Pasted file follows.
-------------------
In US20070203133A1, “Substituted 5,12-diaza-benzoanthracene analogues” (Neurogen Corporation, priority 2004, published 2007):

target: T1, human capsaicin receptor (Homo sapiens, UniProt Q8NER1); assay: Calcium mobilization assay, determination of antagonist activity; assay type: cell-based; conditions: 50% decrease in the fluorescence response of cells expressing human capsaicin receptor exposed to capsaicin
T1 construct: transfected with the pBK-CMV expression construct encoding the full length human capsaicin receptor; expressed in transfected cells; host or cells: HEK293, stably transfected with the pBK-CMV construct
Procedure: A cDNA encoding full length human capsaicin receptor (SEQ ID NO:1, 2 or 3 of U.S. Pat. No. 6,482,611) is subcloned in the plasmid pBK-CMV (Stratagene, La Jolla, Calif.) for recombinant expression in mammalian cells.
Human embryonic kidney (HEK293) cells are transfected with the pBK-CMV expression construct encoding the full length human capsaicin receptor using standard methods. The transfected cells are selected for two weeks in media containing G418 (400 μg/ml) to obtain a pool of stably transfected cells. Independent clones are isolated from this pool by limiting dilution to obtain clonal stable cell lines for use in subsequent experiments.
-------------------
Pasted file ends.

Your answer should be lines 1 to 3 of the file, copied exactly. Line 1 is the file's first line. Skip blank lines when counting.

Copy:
In US20070203133A1, “Substituted 5,12-diaza-benzoanthracene analogues” (Neurogen Corporation, priority 2004, published 2007):

target: T1, human capsaicin receptor (Homo sapiens, UniProt Q8NER1); assay: Calcium mobilization assay, determination of antagonist activity; assay type: cell-based; conditions: 50% decrease in the fluorescence response of cells expressing human capsaicin receptor exposed to capsaicin
T1 construct: transfected with the pBK-CMV expression construct encoding the full length human capsaicin receptor; expressed in transfected cells; host or cells: HEK293, stably transfected with the pBK-CMV construct